Jan 22, 2016 12:30 PM EST
According to a recent research, people cannot have over 200 "real" friends on Facebook. This is because people are bound with cognitive and social limitations.
Restraints on brain capacity and free time imply that humans cannot process many relationships, and it can only make a natural group size of 100 to 200 people. The rest, according to the new study, are just acquaintances or mere people we see around.
The hypothetical limit of 150 friends, dubbed as "Dunbar's Number," is derived from the name of a British evolutionary psychologist, Professor Robin Dunbar, who postulated "Social Brain Hypothesis."
According to him, people are bound with limits in building multiple relationships and socializing (time constraints). However, flexibility is possible, depending on how strong you want your relationships to become, for instance, you can have more friends but with thinner bond or less with thicker bond.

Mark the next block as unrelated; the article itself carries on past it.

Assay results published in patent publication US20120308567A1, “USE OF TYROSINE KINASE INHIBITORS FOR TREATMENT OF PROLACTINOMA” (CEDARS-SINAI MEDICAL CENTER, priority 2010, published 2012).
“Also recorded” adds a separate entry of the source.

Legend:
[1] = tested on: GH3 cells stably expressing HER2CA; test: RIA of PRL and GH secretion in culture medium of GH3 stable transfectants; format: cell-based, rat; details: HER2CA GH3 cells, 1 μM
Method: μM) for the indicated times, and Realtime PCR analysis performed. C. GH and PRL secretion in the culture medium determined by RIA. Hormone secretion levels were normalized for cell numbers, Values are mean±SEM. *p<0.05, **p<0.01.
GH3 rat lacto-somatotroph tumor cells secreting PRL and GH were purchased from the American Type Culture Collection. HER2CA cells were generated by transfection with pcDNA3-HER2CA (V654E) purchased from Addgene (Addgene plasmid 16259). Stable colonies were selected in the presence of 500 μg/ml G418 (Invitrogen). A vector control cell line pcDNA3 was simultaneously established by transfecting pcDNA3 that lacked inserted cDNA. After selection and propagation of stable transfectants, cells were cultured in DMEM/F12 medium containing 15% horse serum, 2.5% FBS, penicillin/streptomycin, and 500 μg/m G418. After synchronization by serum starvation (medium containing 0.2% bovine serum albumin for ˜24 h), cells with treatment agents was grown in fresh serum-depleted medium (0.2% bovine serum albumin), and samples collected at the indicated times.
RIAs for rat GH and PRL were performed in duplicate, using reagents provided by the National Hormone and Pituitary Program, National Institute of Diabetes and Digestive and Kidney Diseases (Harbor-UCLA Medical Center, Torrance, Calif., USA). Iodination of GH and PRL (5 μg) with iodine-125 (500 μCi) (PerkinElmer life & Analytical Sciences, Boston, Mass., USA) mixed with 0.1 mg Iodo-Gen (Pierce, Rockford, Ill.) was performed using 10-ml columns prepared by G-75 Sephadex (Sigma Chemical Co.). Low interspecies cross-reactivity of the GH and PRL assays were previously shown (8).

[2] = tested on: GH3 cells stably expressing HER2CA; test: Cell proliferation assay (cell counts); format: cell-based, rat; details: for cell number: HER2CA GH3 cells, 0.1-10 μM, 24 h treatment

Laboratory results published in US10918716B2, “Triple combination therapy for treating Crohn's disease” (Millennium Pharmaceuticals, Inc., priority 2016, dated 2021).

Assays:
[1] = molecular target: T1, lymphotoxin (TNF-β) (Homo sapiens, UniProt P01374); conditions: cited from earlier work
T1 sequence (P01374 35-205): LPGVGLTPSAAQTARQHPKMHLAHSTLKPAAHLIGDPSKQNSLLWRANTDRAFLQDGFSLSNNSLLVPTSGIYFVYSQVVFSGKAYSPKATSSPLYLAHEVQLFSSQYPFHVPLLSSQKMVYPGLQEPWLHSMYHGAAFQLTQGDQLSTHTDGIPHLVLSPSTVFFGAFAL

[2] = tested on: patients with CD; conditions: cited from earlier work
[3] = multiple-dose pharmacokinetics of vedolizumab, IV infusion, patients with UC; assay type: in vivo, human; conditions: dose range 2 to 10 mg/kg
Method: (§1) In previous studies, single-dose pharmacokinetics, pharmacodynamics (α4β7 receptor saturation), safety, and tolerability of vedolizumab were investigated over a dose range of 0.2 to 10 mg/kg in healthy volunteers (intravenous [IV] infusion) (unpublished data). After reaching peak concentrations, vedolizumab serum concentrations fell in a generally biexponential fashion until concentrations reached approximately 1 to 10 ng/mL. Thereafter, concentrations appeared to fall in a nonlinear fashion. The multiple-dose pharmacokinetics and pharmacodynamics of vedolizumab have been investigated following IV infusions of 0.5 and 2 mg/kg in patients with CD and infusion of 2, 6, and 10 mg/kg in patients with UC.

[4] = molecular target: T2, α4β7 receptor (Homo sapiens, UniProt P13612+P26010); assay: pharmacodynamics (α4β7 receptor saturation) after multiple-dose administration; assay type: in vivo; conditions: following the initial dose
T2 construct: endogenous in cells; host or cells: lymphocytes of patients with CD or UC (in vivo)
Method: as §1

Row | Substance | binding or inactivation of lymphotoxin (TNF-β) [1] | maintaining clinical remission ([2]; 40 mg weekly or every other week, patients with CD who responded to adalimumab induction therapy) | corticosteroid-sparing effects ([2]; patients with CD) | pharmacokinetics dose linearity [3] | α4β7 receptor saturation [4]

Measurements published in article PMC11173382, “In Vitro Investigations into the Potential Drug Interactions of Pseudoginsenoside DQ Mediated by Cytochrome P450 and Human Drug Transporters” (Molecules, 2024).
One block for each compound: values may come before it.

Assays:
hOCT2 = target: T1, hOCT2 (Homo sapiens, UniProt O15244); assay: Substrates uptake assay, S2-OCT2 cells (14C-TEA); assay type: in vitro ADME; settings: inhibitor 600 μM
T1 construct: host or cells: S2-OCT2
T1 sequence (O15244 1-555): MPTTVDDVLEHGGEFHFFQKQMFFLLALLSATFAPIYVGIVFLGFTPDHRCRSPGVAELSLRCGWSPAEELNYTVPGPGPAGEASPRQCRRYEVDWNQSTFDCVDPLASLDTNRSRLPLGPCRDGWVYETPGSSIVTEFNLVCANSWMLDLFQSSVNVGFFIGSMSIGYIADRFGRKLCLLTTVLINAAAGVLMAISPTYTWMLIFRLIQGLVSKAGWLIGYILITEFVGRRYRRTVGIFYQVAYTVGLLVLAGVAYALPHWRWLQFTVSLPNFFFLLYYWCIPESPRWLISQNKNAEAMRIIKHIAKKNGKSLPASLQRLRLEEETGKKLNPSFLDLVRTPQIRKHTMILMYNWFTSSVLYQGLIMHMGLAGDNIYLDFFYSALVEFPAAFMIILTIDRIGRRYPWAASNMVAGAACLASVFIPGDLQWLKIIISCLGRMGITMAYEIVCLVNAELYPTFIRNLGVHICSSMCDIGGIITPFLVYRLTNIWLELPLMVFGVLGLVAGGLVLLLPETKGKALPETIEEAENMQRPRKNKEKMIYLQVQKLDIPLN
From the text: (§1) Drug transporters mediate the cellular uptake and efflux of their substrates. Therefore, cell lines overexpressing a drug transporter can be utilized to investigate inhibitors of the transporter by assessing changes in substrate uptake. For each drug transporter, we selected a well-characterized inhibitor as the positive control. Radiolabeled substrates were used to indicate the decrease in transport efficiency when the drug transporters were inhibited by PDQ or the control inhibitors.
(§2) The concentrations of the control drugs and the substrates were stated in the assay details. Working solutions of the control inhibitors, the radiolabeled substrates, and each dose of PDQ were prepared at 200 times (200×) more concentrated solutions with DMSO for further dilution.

However, there are speculations that people can break some of these barriers. Some suggest time limitation could be stretched as social media allows us to talk with many people at the same time, for instance, posts and tweets.
In a new study, researchers conducted two surveys to over 3,300 people to find out if using the Internet means making more friends. Of the two samples, results reveal that the average number of friends they had on Facebook is between 155 (first) and 183 (second), which are within the Social Brain Hypothesis' bracket.
Furthermore, men had fewer network than women, with women averaging 166 and men 145 on the first sample and 196 vs 157 on the second). Also, those from the younger generation have more friends than the older ones.
The first group also claimed that only 28 percent of their Facebook friends are close to them. And when interviewed how many people they actually run to for problems, the two groups had an average of 4 and 14, respectively, which is congruent to the hypothesis. So even if people have a truckload of online friends, they still have that core group to turn to for support and sympathy.
Clearly, social media sites cannot differentiate our relationship intimacy with our online friends."There is something paramount about face-to-face interactions that is crucial for maintaining friendships," Prof. Dunbar said.